• 46 (31/15) cards from trades
  • 5 (1/4) cards from Sportlots
  • 9 SP cards from eBay lots
  • 4 SP cards from a card show
  • 27 SP cards from Check Out My Cards
  • 100 card update set purchased directly from Topps

Card that completed my set: #480 – Carlos Gonzalez (1 of 10 SP cards I got from a Check Out My Cards purchase)

2012 Heritage 480 CarGo last card

General Set Info:

Base Set composition: 500 cards (423 individual player cards, 18 managers, 10 League Leaders, 11 Combination cards, 7 World Series Highlights, 12 Team Cards, 19 Rookie Parade)

Base Set & Update composition: 600 cards (515 individual player cards, 8 duplicate players in Update*, 18 managers, 10 League Leaders, 11 Combination cards, 7 World Series Highlights, 12 Team Cards, 19 Rookie Parade)

* – Cody Ross, Ichiro, Juan Pierre, Johnny Damon, Edwin Jackson, Chris Iannetta, Bobby Abreu, Marco Scutaro are all featured on their new team

Earliest active current player from this set: #605 – Jamie Moyer

2012 Heritage 605 oldest Jamie Moyer

When I’ve done this for other sets – I do “last active player”, but for Heritage I do the earliest player.  For last year’s set it was Pudge, but he retired in between 2011 and 2012.  And there’s an even earlier player in this set – much earlier than Pudge, actually.  Jamie Moyer is in the Update set with the Rockies; he made his debut on June 16, 1986.  It would be interesting to know how many players from the set were born after Moyer’s debut!

Jim Thome has the earliest debuts from cards in the regular set (card #296) – he made his debut September 4, 1991.

2012 Heritage 296 oldest Jim Thome

Player with the most cards in the set:  Adron Chambers – 6 cards.

For some unknown reason, Topps put some of the rookie crop on multiple Rookie Parade cards.  Chambers had the most, as he was featured on 5 Rookie Parade cards.  He also has a single player card.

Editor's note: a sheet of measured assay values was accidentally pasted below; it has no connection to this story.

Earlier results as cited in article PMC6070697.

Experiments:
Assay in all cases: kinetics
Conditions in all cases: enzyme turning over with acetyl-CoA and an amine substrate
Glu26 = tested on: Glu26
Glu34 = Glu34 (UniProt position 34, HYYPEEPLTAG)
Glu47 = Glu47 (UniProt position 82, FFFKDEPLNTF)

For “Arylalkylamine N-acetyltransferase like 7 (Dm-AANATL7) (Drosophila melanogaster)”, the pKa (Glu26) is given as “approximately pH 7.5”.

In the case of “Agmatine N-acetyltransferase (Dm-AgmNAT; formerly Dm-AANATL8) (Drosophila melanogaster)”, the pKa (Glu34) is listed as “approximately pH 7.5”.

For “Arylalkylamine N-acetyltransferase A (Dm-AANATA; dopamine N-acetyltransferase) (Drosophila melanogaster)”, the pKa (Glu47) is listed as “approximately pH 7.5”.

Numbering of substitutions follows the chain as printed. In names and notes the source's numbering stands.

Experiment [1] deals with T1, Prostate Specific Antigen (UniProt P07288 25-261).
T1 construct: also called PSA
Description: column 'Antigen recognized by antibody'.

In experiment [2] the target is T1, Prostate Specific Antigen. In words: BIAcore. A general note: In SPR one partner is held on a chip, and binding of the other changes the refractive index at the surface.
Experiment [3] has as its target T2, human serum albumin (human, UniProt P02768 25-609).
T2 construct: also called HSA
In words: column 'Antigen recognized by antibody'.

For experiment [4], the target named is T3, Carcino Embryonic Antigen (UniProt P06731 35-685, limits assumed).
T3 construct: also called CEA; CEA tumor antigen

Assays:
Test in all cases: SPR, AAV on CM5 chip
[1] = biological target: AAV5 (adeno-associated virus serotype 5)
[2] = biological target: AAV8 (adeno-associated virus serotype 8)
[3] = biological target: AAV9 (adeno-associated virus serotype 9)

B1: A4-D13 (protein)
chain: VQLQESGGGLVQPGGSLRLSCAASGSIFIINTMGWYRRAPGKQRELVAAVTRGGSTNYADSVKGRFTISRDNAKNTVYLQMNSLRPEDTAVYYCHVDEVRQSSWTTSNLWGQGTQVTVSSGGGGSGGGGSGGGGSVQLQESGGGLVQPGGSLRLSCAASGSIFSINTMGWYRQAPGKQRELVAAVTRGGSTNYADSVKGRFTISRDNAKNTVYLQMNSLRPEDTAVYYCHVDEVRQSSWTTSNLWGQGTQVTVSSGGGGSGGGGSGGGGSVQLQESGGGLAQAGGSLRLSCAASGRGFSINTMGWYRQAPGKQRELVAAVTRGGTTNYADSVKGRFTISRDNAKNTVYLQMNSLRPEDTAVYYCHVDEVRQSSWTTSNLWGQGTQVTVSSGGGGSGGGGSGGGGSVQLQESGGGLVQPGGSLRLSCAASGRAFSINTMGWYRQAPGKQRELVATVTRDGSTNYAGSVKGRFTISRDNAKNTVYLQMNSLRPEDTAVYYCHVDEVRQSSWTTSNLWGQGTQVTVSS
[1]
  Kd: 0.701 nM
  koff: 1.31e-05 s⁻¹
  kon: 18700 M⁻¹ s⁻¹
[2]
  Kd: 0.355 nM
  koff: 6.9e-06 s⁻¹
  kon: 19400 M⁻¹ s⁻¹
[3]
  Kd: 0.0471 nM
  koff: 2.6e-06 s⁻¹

Chambers – #54, 95, 208, 265, 321 (Rookie Parade), #458

2012 Heritage Adron Chambers most cards

Justin Verlander had the most cards if you don’t count Topps strange decision on the rookie thing.  He has 5 cards – 3 league leader cards to honor each statistic from the pitching triple crown he won, a combo card and his base card.

Verlander – #6, 8, 10 (League Leaders), #218 (Tigers Twirlers), #44

2012 Heritage Justin Verlander most cards

First Card and the Hundreds: #1 – NL Batting Leaders, #100 – Paul Konerko, #200 – Curtis Granderson, #300 – Carlos Beltran, #400 – Jay Bruce, #500 – Michael Cuddyer, #600 – Yu Darvish

2012 Heritage #1 and 100s_0001

Highest book value: #650 – Bryce Harper RC (see below)

Of course the Update set would get this since it had fairly limited production of 1,000 sets.  Harper’s card is currently valued at ~$60 by Beckett.  From the base set, David Wright, Eric Hosmer and Ichiro all have SP cards valued at $10.

Most notable card: #650 – Bryce Harper RC

2012 Heritage 650 Bryce Harper

Harper isn’t my favorite guy out there, but it’s hard to pick anything but his card as particularly “notable”.

Best card (my opinion): #279 – Matt Kemp

2012 Heritage Matt Kemp best card

Great picture of the guy who looked like he would have the title best player in baseball when this set came out.  Unfortunately, injuries have kept that from happening, but here’s hoping he turns that around.  This was one I didn’t even have to think about or go through cards – I’ve known this was my favorite card from the set.

Second best card (also my opinion): #44 – Justin Verlander (see above)

Verlander was just off my medal stand in 2011 Heritage, but I’m putting him as the runner-up for 2012.  This nudges out the card for Jose Bautista which I also really like.  I may like the Bautista photo just a little better.  But Verlander was coming off a historic season – winning the pitching triple crown and the AL MVP – when this card was released, so that makes it better for me.

Best subset card:  #331 – “World Series Foes” (Pujols / Hamilton)

2012 Heritage Pujols Hamilton best subset

Kudos to Topps with the foresight here!  These guys now play on the same team, moving places as the back to back “biggest free agent signings” in the past two off-seasons.  Too bad they won’t be “World Series Buddies” this year, though.  This card beats out a combo card of Mo Rivera and Joe Girardi.

Favorite action photo: #248 – Kosuke Fukudome

2012 Heritage Fukudome best action

There aren’t many action cards in the Heritage set, but this is a good one.